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Beersheba Sign

An African Adventure

I first saw it on the flight coming in; our plane was banking in a turn over Dakar, and I looked out the window to see a particular structure set atop a hill on the coast: the African Renaissance Monument, meant to be a symbol of a resurgent Africa, ready to shape its own destiny in the 21st century. Powerful words, considering that throughout the previous century, no other continent has been so much a pawn in the hands of others as this one; be it colonization, civil wars, government corruption, or climate changes, the history of Africa has been, and still is, a troubled one. Yet, at the same time, the potential for the rise that the monument is meant to symbolize is there, something that became abundantly clear to me during the three weeks that I spent in Senegal.

Staying with my uncle, Anco, his wife Ewien, and a number of their friends and colleagues in M’bour for three weeks, my father and I got to see first-hand the progress that is being made. Though we visited a number of project sites, the focus was largely on the Beer-sheba project, a school, church, and farming community where, to my understanding, young people from churches around Senegal are nominated to live and work for a time, picking up essential skills in the process. It’s education in faith and life, and while I won’t make a secret of my skepticism of the former, it’s clear that the people working in and running the project are providing something that will be sorely needed in much of Africa if the promised rise out of poverty is to materialize. In doing so, they are providing hope and improving the lives not only of the students learning how to grow crops in an environment increasingly threatened by desertification, but also to the communities to which those students will return after their stay in Beer-sheba comes to an end. Lives are changed just by teaching people how to provide themselves and others with a stable food supply, a testament to how much of a difference even basic education can make to a people whose poverty generally prevents them from getting one. It helps to unlock their potential, and potential is one of the few things that is present in abundance even in the poorest areas of Senegal.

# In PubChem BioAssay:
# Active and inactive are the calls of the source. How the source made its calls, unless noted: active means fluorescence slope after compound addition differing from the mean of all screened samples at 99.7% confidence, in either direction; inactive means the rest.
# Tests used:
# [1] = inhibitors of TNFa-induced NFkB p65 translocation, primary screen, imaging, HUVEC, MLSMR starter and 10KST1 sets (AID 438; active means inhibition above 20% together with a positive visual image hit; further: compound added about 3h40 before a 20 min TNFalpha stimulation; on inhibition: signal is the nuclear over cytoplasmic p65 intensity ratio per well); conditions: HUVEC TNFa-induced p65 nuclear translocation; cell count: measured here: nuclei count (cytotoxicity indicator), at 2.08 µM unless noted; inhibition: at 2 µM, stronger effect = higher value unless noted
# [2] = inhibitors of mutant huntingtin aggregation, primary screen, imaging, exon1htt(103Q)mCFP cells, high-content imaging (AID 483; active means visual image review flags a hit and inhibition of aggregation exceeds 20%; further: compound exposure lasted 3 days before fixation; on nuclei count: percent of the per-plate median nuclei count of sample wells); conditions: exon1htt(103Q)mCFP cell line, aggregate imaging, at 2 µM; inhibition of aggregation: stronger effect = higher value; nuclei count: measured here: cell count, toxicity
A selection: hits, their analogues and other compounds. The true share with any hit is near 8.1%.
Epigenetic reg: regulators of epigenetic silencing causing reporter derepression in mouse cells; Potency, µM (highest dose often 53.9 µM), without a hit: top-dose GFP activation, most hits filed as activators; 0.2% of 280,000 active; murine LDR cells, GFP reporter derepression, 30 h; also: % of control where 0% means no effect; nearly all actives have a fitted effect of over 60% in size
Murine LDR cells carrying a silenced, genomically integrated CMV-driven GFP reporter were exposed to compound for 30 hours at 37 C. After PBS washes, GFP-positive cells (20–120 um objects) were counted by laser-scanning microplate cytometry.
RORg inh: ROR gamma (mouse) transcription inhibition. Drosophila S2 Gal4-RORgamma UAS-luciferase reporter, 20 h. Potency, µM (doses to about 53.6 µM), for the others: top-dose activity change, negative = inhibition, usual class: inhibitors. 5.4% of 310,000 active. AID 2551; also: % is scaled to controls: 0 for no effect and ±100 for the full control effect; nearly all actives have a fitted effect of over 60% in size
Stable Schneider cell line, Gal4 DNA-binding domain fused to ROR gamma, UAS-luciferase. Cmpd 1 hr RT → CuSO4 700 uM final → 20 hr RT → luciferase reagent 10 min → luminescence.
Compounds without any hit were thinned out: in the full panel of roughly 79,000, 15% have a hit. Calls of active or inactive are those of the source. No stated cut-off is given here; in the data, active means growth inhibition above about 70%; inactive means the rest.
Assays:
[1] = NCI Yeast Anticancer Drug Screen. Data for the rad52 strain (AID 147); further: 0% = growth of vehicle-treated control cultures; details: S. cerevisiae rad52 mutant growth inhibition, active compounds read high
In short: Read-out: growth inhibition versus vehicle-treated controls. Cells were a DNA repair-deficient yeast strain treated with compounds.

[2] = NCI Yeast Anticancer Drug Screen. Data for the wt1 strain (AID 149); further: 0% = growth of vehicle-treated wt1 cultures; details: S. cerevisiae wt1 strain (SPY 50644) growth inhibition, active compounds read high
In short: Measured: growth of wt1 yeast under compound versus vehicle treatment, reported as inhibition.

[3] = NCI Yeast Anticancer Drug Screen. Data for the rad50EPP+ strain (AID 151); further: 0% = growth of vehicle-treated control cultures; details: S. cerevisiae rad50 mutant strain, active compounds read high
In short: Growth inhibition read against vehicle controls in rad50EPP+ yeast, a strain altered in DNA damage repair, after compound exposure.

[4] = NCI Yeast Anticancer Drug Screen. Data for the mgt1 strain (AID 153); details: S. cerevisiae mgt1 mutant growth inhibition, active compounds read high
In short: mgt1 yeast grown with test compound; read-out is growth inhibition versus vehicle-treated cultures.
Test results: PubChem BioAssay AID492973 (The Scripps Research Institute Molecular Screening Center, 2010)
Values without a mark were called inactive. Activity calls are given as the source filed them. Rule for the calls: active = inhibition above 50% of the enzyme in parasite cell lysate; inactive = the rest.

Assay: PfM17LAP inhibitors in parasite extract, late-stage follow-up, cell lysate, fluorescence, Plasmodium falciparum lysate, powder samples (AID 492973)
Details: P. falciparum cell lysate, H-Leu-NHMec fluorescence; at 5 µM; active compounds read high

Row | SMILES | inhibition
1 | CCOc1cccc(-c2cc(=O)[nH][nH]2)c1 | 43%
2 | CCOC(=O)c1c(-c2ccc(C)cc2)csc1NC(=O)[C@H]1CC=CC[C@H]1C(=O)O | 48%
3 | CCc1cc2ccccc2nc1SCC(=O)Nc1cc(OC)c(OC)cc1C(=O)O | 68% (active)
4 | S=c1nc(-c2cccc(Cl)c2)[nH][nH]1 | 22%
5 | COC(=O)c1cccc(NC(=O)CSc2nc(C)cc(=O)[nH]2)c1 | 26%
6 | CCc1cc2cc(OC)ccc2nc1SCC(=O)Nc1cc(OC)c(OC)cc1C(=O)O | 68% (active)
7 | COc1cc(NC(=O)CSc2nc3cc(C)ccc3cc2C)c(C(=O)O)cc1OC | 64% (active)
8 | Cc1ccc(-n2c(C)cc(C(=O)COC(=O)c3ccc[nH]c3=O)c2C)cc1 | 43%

I read a library book on Senegal before my trip: it presented it as one of the more stable and developed countries in Africa, and in some ways it’s right; Dakar is a commerce center for much of West Africa, and with its well-paved roads, modern looking buildings, and advertising bill-boards, much of it does a good impression of a modern, western city. Senegal also hasn’t suffered the destructive civil wars and unrest that plague many of its neighbors, and the government has many international aspirations. However, much of it comes off as a façade, and one that’s cracking at the edges: modern-looking structures and vehicles are poorly maintained, and people are still living in abject poverty not more than a mile away. It seems like the country is trying to run before it can walk, modernizing and trying to become more and more of a world player in spite of the fact that much of the population is getting left behind in the process. Allegations of government corruption, some of which ironically target the statue meant to represent the rise of the country and the continent above the shadows of the past, don’t help; it only adds to the impression that the resources the country has are being used only to the advantage of the rich, with the rest of the population left to fend for themselves.

Senegal cannot escape the fact that, if it is to truly fulfill the aspirations of the monument crowning Dakar, it has to invest in bringing up the entirety of the population. Programs like Beer-sheba are showing the way, led by a small group of visionaries and driven individuals who are not only using their own talents and ingenuity, but also inspiring others, spurring them on and giving them the tools to create a brighter futures for themselves and generations after them. I had the privilege of getting to see and experience parts of that process, and even to leave a small personal mark in the form of a new sign to point people towards the place, one of many where the groundwork of the real African Renaissance is being laid.

March 2016, Adam van Bergeijk

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